I’ve been wanting to make some sourdough bread for years, since I started eating wheat again after 12 years of avoidance. SL701477I never had the courage to just leave some flour and water out to make a starter as I have seen on the internet. However when visiting an old friend a few weeks ago he had a starter, and offered to give me some of it. (I’ve known him a massive 30 years not that he’s old!) I gratefully bit his hand off and came home delighted. Didn’t get round to making any bread for ages, I thought I’d managed to kill it, but thankfully he had given me a copy of the instructions he had got from the course he had been on. So I refreshed it as per instructions and had a go, the first attempt was a total disaster, I didn’t follow the recipe exactly and was a little impatient which resulted in 2 brick like baps. (Although grated and soaked in hot water the chickens have enjoyed them…)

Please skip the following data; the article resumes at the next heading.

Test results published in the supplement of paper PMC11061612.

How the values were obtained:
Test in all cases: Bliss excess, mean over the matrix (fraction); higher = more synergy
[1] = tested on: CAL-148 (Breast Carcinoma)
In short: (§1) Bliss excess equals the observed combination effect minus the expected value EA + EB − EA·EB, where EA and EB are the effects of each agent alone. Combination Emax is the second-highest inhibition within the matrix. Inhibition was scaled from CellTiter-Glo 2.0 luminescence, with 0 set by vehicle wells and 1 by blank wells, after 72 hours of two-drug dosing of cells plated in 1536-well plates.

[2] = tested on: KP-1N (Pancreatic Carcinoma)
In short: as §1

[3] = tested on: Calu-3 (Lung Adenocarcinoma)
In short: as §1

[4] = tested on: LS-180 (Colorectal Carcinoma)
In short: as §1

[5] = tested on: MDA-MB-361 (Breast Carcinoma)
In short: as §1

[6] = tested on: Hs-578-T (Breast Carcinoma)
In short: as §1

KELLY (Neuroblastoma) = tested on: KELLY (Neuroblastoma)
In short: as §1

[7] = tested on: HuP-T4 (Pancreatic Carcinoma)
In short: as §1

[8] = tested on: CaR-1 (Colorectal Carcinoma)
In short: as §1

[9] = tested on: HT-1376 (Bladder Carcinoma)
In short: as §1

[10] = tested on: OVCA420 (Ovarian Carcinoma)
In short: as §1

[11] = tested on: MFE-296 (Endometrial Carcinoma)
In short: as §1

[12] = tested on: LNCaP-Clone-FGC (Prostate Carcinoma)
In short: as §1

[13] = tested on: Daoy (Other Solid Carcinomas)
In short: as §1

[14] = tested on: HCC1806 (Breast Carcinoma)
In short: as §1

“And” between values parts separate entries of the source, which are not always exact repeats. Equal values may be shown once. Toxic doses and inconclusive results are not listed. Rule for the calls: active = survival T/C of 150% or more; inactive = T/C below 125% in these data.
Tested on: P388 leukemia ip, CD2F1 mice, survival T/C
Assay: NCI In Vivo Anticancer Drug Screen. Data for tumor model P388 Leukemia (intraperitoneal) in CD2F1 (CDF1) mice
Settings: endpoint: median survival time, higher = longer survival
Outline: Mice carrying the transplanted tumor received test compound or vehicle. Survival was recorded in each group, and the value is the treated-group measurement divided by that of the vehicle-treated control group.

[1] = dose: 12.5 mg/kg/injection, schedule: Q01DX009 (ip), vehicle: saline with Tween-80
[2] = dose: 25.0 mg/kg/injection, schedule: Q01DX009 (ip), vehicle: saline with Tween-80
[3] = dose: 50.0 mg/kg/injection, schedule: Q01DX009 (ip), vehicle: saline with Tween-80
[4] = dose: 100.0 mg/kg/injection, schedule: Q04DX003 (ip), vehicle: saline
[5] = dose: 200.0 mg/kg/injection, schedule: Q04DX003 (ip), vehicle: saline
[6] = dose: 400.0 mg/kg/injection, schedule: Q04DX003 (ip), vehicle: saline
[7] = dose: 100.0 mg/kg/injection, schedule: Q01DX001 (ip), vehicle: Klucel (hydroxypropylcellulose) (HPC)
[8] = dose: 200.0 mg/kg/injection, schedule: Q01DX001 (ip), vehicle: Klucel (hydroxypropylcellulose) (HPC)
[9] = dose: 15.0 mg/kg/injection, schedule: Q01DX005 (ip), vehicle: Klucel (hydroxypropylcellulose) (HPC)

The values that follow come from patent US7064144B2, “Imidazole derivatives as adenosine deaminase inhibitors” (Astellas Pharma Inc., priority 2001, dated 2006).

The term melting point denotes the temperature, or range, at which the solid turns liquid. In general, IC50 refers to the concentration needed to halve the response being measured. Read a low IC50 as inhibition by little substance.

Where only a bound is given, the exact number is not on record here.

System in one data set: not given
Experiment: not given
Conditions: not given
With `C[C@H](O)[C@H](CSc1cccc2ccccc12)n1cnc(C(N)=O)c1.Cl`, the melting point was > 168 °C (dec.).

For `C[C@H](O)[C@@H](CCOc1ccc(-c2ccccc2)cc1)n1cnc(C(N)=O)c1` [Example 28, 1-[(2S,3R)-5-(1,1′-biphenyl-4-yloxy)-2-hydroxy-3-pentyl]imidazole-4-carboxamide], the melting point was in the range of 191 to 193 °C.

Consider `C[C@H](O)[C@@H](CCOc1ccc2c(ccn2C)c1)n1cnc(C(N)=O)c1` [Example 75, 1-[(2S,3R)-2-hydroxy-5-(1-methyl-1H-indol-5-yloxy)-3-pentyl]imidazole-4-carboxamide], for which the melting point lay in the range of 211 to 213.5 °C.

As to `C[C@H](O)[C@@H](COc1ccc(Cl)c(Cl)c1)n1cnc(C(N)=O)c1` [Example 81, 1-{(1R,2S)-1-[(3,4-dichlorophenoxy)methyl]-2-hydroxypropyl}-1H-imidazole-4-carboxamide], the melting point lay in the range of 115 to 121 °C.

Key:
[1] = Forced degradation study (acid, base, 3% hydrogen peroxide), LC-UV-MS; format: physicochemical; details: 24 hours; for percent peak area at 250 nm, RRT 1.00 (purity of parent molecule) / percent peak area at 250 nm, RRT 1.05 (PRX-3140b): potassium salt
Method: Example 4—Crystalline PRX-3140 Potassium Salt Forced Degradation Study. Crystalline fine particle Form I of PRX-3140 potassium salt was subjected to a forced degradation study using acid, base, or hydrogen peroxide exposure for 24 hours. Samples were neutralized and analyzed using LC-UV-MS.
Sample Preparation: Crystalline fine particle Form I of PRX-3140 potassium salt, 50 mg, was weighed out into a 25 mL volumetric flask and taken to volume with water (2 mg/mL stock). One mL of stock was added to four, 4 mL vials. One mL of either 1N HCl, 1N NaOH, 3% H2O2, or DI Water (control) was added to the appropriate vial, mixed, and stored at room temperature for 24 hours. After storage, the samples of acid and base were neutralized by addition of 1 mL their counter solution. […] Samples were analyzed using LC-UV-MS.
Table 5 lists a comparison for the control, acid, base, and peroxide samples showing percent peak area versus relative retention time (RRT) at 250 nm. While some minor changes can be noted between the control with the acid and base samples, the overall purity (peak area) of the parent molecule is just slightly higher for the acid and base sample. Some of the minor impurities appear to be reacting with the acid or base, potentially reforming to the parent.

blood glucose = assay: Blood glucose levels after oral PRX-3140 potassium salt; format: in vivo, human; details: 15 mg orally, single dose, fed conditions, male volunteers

Last Friday I had another go and it worked wonderfully, even though I say so myself!

So the recipe…

25 g of starter mixed with 150 g white flour and 150 g/ml tepid water and left overnight.

To the resulting mixture, bubbling away, add a further 250 g/ml tepid water,

then add 500 g flour (I used half white half wholemeal bread flours) and 5 g salt and mix well.

Leave covered for 10 minutes then pull the dough from the edge of the bowl into the middle and turn it and repeat until you’ve been all the way round the bowl.

Repeat twice, then leave for an hour.